Private brands under increasing pressure across Europe


Private label continues to experience increasing pressure across Europe, according to a new report from IRI, a Chicago-based market research firm. The report, "Private Label in Western Economies," analyzes private brand sales trends and price and promotions across six countries in Europe: France, Germany, Italy, Spain, the Netherlands and the United Kingdom, as well as in the United States and Australia.

Private label's value market share in Europe fell by 0.6 points to 38.3 percent in 2015, compared to the previous year as a share of the total fast-moving consumer goods (FMCG) market, IRI said. This performance highlights both a downward trend and the fact that retailers and manufacturers are struggling to cope with challenging market conditions, including pressure from a growing discounter channel and an environment in which national brands are pumping large amounts of money into promotions. Private label market share measured by pack sales also dropped by 0.5 points to reach 47.4 percent in 2015.

Although Europe shows encouraging signs of economic growth, with GDP up 1.7 percent for 2015 and signs of unemployment slowing or stabilizing, the story for store brands tends to differ from country to country, suggesting that shoppers' decisions about whether to buy private brands over national brands vary according to national choices and preferences. France, for example, saw the highest private label share decrease of all eight countries in 2015, but still boasts a robust private label value share of 34.1 percent, IRI said, compared to Italy's 17.2 percent value share and Australia's 13.9 percent value share.

The UK remains the country with the strongest penetration of private brands, with a value share of 51.8 percent in 2015, IRI noted. That reflects an increase of 0.4 points from the previous year, as measured by Kantar Worldpanel UK and including the discounter channel and other big private label food retailers.

The IRI report also points to the fact that supermarkets are losing private brand sales to the discounters, primarily from the economy end of their store brand ranges. France saw a strong decrease in the private label economy tier (-5.6 percent in value sales and -6.8 percent in unit sales), as well as from the standard tier (-3.5 percent in value sales and -3.8 percent in unit sales), which diluted healthy growth coming from the premium ranges (+2.8 percent in value sales and +3.0 percent in unit sales).

"The report presents an interesting picture, despite a decrease in private label value and unit market share overall," said Tim Eales, director of strategic insight for IRI and the report's author. "Economy ranges are facing big challenges — not least from the discounters, but also in the minds of shoppers who tend to equate 'economy' with 'low quality' — but it seems that premium private label is actually growing. This is where retailers should be focusing their attention in order to win shoppers hearts and minds when it comes to private label."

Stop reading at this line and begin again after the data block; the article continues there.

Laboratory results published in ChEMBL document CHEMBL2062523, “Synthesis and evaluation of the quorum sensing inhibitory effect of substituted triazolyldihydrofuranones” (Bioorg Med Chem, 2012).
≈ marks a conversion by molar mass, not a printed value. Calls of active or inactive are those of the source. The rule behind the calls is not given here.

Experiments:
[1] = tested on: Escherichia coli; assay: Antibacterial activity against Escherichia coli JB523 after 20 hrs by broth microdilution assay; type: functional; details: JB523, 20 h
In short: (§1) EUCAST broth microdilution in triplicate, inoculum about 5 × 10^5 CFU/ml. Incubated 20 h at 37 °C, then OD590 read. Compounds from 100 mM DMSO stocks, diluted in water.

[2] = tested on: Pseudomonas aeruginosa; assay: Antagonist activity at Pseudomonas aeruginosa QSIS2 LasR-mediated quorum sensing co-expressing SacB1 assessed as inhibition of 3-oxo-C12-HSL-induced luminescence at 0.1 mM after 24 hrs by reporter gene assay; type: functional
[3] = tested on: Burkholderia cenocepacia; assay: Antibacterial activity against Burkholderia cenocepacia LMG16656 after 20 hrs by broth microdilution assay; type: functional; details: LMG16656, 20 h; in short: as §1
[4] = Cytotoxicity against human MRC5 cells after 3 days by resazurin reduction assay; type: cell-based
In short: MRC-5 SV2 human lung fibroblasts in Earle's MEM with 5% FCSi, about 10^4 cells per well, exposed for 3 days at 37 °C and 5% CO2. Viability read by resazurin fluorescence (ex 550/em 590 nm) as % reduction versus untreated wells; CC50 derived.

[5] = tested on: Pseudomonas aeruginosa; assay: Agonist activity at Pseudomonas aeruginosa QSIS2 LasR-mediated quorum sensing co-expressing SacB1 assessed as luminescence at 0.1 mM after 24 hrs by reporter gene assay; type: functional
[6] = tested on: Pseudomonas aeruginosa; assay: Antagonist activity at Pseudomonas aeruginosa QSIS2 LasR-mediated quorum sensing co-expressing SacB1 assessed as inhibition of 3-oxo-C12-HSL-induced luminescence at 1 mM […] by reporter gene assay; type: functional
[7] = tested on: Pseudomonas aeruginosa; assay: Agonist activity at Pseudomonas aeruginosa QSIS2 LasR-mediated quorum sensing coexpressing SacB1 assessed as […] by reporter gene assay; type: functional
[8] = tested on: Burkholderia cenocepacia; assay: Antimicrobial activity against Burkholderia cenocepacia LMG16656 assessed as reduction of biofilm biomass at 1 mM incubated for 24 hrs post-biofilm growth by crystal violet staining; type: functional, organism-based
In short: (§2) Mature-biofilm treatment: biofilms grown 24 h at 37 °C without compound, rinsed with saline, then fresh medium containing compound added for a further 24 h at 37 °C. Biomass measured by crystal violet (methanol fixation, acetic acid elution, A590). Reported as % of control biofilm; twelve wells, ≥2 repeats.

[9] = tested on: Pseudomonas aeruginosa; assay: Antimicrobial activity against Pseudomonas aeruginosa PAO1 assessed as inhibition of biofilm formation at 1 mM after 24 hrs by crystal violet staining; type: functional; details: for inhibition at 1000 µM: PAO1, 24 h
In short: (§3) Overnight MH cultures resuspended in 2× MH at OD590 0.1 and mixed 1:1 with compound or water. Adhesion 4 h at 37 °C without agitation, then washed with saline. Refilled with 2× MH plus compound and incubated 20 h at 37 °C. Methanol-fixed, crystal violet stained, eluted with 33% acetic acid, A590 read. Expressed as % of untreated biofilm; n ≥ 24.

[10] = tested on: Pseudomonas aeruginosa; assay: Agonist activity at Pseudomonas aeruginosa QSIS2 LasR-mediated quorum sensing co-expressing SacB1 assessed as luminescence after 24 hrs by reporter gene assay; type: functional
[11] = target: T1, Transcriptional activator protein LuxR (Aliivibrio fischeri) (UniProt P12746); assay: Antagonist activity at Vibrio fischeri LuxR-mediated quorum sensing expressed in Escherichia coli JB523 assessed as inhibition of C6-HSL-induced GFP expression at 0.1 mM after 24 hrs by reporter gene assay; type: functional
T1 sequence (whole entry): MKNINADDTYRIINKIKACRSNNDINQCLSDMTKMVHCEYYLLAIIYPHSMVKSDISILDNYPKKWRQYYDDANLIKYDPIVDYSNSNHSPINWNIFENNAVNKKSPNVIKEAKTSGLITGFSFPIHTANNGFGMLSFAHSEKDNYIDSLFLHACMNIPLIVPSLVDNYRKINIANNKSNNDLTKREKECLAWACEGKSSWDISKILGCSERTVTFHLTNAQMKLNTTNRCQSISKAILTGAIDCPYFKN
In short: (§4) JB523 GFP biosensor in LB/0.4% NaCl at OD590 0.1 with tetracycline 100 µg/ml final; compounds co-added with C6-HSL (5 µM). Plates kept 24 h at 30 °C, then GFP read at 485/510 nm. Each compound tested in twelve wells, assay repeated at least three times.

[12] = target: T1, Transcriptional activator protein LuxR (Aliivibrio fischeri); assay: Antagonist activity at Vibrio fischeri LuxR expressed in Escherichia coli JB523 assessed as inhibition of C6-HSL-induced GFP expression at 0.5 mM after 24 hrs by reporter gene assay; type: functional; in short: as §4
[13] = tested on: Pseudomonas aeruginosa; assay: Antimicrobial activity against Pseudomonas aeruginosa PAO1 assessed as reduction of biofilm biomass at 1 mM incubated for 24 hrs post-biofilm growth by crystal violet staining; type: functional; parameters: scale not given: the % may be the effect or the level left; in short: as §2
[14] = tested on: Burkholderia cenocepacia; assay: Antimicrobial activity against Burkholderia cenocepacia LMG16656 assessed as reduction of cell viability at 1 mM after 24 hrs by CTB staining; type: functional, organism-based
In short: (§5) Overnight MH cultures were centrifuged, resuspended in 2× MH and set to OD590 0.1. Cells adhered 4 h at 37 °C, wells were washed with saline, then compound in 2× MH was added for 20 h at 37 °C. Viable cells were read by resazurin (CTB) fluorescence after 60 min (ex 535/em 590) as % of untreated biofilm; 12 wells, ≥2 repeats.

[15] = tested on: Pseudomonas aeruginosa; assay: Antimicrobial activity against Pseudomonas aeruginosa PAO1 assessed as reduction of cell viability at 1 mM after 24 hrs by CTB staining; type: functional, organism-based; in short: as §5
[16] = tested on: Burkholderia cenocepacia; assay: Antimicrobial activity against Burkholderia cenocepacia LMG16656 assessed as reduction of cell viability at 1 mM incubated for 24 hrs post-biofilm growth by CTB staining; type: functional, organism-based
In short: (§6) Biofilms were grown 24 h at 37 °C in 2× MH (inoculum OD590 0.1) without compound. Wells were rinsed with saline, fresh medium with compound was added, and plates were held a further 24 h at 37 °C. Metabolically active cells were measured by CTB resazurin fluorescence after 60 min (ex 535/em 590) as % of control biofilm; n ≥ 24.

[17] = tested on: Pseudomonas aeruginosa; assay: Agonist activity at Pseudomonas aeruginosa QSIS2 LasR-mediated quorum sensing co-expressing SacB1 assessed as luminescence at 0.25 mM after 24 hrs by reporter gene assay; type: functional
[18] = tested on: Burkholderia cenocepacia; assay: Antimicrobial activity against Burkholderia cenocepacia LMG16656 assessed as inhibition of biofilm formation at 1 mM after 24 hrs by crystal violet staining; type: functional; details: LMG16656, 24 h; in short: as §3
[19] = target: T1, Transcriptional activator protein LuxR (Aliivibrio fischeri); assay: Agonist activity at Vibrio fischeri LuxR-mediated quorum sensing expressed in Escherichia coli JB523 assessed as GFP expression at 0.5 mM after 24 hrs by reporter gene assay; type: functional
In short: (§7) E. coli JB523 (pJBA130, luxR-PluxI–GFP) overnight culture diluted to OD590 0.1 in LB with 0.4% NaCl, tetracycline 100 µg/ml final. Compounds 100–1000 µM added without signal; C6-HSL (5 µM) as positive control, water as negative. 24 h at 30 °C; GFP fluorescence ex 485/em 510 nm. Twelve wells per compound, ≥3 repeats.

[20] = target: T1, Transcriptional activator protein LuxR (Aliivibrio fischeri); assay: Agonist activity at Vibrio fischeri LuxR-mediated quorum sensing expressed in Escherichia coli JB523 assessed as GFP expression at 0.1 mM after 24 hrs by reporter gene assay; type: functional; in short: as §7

The IRI report also highlights that private label assortment is shrinking across Europe, a trend that is also impacting national brands, as FMCG retailers and manufacturers focus on cutting their range and assortment for higher-performing categories, brands and point of sales.

"We¹ve seen this over-abundance of products on the shelves across many of the countries — there is simply too much choice for the average consumer today, and private label is often the victim of cuts to products that appear on store shelves," Eales said. "Retailers and manufacturers need to put in place the right strategies to help them focus on what shoppers want, but also to understand the impact of their decisions when it comes to reducing assortment and range."

In the United States, meanwhile, store brands represent a $123 billion market — 16.4 percent

of the value market share. Despite this low penetration compared to other western countries and a potential growth opportunity, store brands dropped in value share (-0.2 points) and in unit sales (-0.1 points) during 2015, IRI said, despite assortment and promotion increases. Store brands' performance in the dollar channel is outpacing competing channels as dollar retailers build their private brand assortment and promotional strategies to underscore the channel’s strong value proposition.

To download the report, visit